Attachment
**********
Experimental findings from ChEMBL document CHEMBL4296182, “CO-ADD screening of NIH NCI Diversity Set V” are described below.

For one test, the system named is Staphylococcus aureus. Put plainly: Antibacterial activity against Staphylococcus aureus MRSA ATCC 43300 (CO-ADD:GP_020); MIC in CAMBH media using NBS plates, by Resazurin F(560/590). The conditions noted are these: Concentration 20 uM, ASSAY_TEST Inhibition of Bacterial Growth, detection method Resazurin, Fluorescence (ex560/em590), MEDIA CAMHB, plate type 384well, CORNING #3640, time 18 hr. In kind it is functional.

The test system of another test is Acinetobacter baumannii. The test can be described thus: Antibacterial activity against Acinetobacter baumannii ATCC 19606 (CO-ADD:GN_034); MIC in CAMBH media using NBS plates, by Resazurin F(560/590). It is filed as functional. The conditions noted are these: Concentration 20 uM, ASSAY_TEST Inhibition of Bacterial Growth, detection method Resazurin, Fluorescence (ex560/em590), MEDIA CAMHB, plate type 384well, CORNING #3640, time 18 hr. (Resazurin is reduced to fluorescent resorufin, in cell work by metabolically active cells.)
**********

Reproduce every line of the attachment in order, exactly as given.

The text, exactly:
Experimental findings from ChEMBL document CHEMBL4296182, “CO-ADD screening of NIH NCI Diversity Set V” are described below.

For one test, the system named is Staphylococcus aureus. Put plainly: Antibacterial activity against Staphylococcus aureus MRSA ATCC 43300 (CO-ADD:GP_020); MIC in CAMBH media using NBS plates, by Resazurin F(560/590). The conditions noted are these: Concentration 20 uM, ASSAY_TEST Inhibition of Bacterial Growth, detection method Resazurin, Fluorescence (ex560/em590), MEDIA CAMHB, plate type 384well, CORNING #3640, time 18 hr. In kind it is functional.

The test system of another test is Acinetobacter baumannii. The test can be described thus: Antibacterial activity against Acinetobacter baumannii ATCC 19606 (CO-ADD:GN_034); MIC in CAMBH media using NBS plates, by Resazurin F(560/590). It is filed as functional. The conditions noted are these: Concentration 20 uM, ASSAY_TEST Inhibition of Bacterial Growth, detection method Resazurin, Fluorescence (ex560/em590), MEDIA CAMHB, plate type 384well, CORNING #3640, time 18 hr. (Resazurin is reduced to fluorescent resorufin, in cell work by metabolically active cells.)